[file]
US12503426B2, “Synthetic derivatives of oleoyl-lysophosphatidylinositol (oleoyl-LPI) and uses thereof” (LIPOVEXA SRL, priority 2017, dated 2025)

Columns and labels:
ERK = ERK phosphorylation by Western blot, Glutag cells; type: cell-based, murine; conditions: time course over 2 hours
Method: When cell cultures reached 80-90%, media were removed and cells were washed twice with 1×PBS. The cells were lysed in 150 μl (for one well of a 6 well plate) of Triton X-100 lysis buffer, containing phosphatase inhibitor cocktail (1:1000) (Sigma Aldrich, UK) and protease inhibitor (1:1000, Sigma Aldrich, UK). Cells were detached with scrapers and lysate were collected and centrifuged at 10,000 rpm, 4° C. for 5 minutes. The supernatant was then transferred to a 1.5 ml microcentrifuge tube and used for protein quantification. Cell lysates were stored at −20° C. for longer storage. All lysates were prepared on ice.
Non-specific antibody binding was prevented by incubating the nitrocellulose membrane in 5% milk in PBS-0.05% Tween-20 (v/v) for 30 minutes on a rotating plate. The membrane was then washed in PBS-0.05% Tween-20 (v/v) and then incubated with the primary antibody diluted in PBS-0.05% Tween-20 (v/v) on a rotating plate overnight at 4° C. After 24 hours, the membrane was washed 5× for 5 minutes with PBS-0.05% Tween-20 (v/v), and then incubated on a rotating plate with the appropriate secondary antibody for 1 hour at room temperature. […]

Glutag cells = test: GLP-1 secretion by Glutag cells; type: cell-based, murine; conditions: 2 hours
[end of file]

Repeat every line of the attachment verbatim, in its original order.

US12503426B2, “Synthetic derivatives of oleoyl-lysophosphatidylinositol (oleoyl-LPI) and uses thereof” (LIPOVEXA SRL, priority 2017, dated 2025)

Columns and labels:
ERK = ERK phosphorylation by Western blot, Glutag cells; type: cell-based, murine; conditions: time course over 2 hours
Method: When cell cultures reached 80-90%, media were removed and cells were washed twice with 1×PBS. The cells were lysed in 150 μl (for one well of a 6 well plate) of Triton X-100 lysis buffer, containing phosphatase inhibitor cocktail (1:1000) (Sigma Aldrich, UK) and protease inhibitor (1:1000, Sigma Aldrich, UK). Cells were detached with scrapers and lysate were collected and centrifuged at 10,000 rpm, 4° C. for 5 minutes. The supernatant was then transferred to a 1.5 ml microcentrifuge tube and used for protein quantification. Cell lysates were stored at −20° C. for longer storage. All lysates were prepared on ice.
Non-specific antibody binding was prevented by incubating the nitrocellulose membrane in 5% milk in PBS-0.05% Tween-20 (v/v) for 30 minutes on a rotating plate. The membrane was then washed in PBS-0.05% Tween-20 (v/v) and then incubated with the primary antibody diluted in PBS-0.05% Tween-20 (v/v) on a rotating plate overnight at 4° C. After 24 hours, the membrane was washed 5× for 5 minutes with PBS-0.05% Tween-20 (v/v), and then incubated on a rotating plate with the appropriate secondary antibody for 1 hour at room temperature. […]

Glutag cells = test: GLP-1 secretion by Glutag cells; type: cell-based, murine; conditions: 2 hours